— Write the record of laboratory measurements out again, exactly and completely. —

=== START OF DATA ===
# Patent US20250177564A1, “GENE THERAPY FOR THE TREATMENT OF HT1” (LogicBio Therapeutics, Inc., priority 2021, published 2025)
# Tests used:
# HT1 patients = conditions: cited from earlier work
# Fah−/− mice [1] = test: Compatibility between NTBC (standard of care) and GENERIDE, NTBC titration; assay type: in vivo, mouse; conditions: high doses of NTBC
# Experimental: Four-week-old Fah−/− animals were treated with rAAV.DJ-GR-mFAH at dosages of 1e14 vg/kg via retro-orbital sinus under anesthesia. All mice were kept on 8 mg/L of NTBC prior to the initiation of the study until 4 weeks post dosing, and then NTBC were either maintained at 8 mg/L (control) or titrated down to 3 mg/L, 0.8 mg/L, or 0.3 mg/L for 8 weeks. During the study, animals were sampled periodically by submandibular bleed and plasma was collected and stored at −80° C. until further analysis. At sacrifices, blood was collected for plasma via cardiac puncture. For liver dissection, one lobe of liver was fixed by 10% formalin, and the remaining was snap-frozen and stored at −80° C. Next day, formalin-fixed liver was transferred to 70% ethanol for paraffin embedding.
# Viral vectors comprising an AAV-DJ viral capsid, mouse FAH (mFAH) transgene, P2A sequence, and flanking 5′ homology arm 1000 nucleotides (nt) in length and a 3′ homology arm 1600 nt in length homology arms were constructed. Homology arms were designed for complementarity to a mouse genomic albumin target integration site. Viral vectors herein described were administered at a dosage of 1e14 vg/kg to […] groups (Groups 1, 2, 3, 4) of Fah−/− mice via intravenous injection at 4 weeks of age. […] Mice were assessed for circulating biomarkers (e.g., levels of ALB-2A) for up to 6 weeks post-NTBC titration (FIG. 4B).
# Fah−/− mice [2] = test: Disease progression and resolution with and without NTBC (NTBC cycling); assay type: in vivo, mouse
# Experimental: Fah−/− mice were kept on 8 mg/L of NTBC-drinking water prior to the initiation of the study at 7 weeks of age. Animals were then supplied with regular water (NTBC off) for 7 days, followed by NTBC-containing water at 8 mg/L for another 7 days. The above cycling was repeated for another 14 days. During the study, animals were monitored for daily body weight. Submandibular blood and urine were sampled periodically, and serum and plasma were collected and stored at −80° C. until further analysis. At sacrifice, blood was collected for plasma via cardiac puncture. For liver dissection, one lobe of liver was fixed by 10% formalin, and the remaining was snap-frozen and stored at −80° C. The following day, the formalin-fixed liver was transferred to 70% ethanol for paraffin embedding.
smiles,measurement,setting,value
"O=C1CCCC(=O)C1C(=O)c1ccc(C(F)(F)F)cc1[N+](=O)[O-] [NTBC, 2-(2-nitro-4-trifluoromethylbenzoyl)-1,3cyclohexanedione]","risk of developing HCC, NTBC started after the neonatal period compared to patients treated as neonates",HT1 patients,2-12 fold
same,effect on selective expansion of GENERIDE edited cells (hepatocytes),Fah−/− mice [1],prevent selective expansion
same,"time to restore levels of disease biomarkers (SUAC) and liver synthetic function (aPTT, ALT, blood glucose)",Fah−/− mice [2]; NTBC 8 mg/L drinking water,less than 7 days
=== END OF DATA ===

# Patent US20250177564A1, “GENE THERAPY FOR THE TREATMENT OF HT1” (LogicBio Therapeutics, Inc., priority 2021, published 2025)
# Tests used:
# HT1 patients = conditions: cited from earlier work
# Fah−/− mice [1] = test: Compatibility between NTBC (standard of care) and GENERIDE, NTBC titration; assay type: in vivo, mouse; conditions: high doses of NTBC
# Experimental: Four-week-old Fah−/− animals were treated with rAAV.DJ-GR-mFAH at dosages of 1e14 vg/kg via retro-orbital sinus under anesthesia. All mice were kept on 8 mg/L of NTBC prior to the initiation of the study until 4 weeks post dosing, and then NTBC were either maintained at 8 mg/L (control) or titrated down to 3 mg/L, 0.8 mg/L, or 0.3 mg/L for 8 weeks. During the study, animals were sampled periodically by submandibular bleed and plasma was collected and stored at −80° C. until further analysis. At sacrifices, blood was collected for plasma via cardiac puncture. For liver dissection, one lobe of liver was fixed by 10% formalin, and the remaining was snap-frozen and stored at −80° C. Next day, formalin-fixed liver was transferred to 70% ethanol for paraffin embedding.
# Viral vectors comprising an AAV-DJ viral capsid, mouse FAH (mFAH) transgene, P2A sequence, and flanking 5′ homology arm 1000 nucleotides (nt) in length and a 3′ homology arm 1600 nt in length homology arms were constructed. Homology arms were designed for complementarity to a mouse genomic albumin target integration site. Viral vectors herein described were administered at a dosage of 1e14 vg/kg to […] groups (Groups 1, 2, 3, 4) of Fah−/− mice via intravenous injection at 4 weeks of age. […] Mice were assessed for circulating biomarkers (e.g., levels of ALB-2A) for up to 6 weeks post-NTBC titration (FIG. 4B).
# Fah−/− mice [2] = test: Disease progression and resolution with and without NTBC (NTBC cycling); assay type: in vivo, mouse
# Experimental: Fah−/− mice were kept on 8 mg/L of NTBC-drinking water prior to the initiation of the study at 7 weeks of age. Animals were then supplied with regular water (NTBC off) for 7 days, followed by NTBC-containing water at 8 mg/L for another 7 days. The above cycling was repeated for another 14 days. During the study, animals were monitored for daily body weight. Submandibular blood and urine were sampled periodically, and serum and plasma were collected and stored at −80° C. until further analysis. At sacrifice, blood was collected for plasma via cardiac puncture. For liver dissection, one lobe of liver was fixed by 10% formalin, and the remaining was snap-frozen and stored at −80° C. The following day, the formalin-fixed liver was transferred to 70% ethanol for paraffin embedding.
smiles,measurement,setting,value
"O=C1CCCC(=O)C1C(=O)c1ccc(C(F)(F)F)cc1[N+](=O)[O-] [NTBC, 2-(2-nitro-4-trifluoromethylbenzoyl)-1,3cyclohexanedione]","risk of developing HCC, NTBC started after the neonatal period compared to patients treated as neonates",HT1 patients,2-12 fold
same,effect on selective expansion of GENERIDE edited cells (hepatocytes),Fah−/− mice [1],prevent selective expansion
same,"time to restore levels of disease biomarkers (SUAC) and liver synthetic function (aPTT, ALT, blood glucose)",Fah−/− mice [2]; NTBC 8 mg/L drinking water,less than 7 days